• 1 egg

Instructions

  1. Preheat oven to 350 degrees.
  2. Mix ingredients thoroughly.
  3. Roll out dough and press shapes with cookies cutters, cut with knife, or drop cookies using two spoons.
  4. Bake for 30 at 350 degrees, then reduce temperature to 225 degrees and continue baking for 2 hours.  The cookies should be dried out at that point so they won’t spoil when left out.

Cool cookies and share w/ your four-legged friends.

These are rustic looking cookies.  But my dogs don’t seem to mind.  There’s not much they won’t eat and they seem to really enjoy these.

Soft or Hard Cookies.  Since I have older dogs, I prefer cookies that aren’t too hard, and still have some tenderness on the inside, so I don’t overbake them.  Test out times and temps in your oven to determine optimal baking time and texture.  Just keep in mind that if the cookies are soft, then their shelf life won’t be as long.  You can even refrigerate them so they won’t get moldy.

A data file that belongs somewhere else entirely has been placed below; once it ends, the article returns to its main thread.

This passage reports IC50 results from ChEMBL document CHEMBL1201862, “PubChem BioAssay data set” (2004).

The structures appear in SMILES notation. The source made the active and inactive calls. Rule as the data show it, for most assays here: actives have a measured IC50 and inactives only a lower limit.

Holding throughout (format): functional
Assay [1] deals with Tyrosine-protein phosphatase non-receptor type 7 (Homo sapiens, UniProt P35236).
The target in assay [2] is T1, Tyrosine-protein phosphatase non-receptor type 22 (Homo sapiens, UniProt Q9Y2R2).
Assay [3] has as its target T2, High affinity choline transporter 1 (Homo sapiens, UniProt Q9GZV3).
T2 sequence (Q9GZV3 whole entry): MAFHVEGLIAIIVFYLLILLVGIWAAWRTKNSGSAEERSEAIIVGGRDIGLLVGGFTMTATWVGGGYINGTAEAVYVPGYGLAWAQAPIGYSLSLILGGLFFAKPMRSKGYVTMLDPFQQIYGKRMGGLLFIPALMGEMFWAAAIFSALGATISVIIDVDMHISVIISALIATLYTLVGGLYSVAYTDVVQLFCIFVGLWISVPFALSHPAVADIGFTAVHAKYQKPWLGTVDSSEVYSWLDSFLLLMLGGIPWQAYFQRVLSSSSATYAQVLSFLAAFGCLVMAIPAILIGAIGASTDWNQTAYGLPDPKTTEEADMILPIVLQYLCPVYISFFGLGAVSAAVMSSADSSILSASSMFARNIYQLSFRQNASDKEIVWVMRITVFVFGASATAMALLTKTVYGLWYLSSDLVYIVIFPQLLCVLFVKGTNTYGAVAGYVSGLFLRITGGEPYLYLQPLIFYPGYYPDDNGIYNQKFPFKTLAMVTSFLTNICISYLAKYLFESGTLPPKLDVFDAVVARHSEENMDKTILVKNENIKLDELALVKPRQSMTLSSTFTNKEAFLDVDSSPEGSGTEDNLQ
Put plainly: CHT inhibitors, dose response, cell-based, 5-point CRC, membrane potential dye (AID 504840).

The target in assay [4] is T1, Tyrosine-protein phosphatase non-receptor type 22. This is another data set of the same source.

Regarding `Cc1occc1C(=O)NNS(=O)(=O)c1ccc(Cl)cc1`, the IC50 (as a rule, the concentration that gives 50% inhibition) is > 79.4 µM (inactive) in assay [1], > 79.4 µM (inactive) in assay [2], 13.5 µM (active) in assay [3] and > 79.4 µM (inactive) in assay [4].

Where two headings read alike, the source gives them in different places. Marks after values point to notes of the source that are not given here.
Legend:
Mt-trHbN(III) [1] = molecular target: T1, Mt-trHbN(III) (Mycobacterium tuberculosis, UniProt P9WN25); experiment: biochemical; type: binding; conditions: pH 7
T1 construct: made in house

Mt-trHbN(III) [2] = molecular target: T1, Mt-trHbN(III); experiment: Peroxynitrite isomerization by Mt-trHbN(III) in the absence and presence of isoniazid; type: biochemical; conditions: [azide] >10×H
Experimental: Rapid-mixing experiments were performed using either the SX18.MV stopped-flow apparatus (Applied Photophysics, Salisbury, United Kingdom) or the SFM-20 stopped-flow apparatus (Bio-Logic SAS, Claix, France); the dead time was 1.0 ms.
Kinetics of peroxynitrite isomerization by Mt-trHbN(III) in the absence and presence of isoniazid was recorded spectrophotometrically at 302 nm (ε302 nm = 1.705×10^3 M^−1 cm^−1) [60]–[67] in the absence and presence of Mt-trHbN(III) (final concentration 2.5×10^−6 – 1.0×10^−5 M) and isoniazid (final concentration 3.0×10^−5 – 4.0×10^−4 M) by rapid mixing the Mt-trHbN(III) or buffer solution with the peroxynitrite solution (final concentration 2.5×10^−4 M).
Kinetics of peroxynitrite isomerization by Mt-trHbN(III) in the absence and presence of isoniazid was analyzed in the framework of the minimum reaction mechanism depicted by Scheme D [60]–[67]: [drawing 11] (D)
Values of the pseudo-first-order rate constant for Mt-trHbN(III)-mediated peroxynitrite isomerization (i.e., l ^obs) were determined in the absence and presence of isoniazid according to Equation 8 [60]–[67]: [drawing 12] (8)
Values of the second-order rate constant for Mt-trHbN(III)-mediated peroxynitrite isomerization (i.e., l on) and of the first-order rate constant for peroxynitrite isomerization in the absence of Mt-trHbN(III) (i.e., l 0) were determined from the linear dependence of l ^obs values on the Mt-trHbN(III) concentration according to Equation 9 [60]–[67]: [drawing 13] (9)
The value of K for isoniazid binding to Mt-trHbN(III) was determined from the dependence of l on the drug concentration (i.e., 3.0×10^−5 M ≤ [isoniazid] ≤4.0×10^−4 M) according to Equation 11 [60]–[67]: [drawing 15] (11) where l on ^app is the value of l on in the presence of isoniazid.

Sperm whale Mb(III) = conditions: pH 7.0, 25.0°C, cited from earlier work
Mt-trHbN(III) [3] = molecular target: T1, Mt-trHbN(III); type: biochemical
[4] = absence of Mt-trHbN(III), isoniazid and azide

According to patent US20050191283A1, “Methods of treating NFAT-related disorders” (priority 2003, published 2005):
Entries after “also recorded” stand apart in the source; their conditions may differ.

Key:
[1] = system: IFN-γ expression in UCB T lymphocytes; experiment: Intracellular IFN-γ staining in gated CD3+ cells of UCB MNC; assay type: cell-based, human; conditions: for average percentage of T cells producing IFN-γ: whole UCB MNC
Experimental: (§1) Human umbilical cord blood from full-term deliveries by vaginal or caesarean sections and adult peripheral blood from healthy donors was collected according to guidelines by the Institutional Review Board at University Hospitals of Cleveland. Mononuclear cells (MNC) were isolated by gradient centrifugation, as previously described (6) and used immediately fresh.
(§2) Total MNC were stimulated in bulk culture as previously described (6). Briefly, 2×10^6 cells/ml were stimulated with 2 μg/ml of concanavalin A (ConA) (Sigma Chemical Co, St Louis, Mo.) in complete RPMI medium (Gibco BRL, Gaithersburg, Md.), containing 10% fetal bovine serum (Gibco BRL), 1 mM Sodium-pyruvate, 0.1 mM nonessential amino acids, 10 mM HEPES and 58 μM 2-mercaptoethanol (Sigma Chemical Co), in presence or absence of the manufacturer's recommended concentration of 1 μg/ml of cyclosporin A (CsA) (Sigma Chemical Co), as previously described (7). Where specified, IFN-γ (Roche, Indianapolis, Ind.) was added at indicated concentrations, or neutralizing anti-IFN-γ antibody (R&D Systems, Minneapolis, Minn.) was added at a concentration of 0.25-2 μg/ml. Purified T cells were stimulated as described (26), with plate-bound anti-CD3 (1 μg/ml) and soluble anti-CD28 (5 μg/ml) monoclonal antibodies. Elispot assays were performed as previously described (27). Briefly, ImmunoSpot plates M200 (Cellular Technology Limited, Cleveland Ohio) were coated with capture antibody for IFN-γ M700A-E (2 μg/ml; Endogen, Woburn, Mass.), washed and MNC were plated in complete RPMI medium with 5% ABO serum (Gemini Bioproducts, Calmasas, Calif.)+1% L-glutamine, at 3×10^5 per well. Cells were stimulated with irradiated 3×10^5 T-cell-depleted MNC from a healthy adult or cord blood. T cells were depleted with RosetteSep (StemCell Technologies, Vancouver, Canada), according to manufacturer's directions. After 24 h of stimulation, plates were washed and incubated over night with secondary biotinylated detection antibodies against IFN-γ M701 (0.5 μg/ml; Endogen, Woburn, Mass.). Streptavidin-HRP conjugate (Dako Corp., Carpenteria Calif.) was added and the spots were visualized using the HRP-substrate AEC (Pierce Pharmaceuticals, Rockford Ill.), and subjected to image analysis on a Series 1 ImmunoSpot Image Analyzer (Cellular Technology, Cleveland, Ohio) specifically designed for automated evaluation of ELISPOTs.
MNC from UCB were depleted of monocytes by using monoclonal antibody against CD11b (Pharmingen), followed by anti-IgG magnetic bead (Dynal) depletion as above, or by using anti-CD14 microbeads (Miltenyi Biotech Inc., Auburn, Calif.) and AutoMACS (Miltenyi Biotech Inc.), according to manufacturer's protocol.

Storage.  I’d store these for up to 2 weeks in an airtight container, much like you would human cookies.  However, if you dry them out completely at a lower temperature for a longer period of time , then they should have a fairly long shelf life.

No Grain?  If you’re just looking for a good dog biscuit recipe but don’t have any spent grain on hand, then  visit SpiceGirlFl’s blog Savoring Every Bite and give her homemade peanut butter dog biscuits a try!

I’ll be testing and posting more recipes and ideas for using for spent grain, so stay tuned!

Cheers beers!

Coolin’ Off with Frozen Beersicles

We found Sean Paxton’s (aka. The Homebrew Chef) Beersicles recipes just in time for the 4th of July.  Easy to make, these popsicles will be the king of conversation at your next homebrew gathering or cookout. They’re also a great way to feature your homebrew or other favorite beers.  Use the recipes below as a guide for creating your own variations. Just don’t let the little kiddies get hold of these – they’re for big kids only.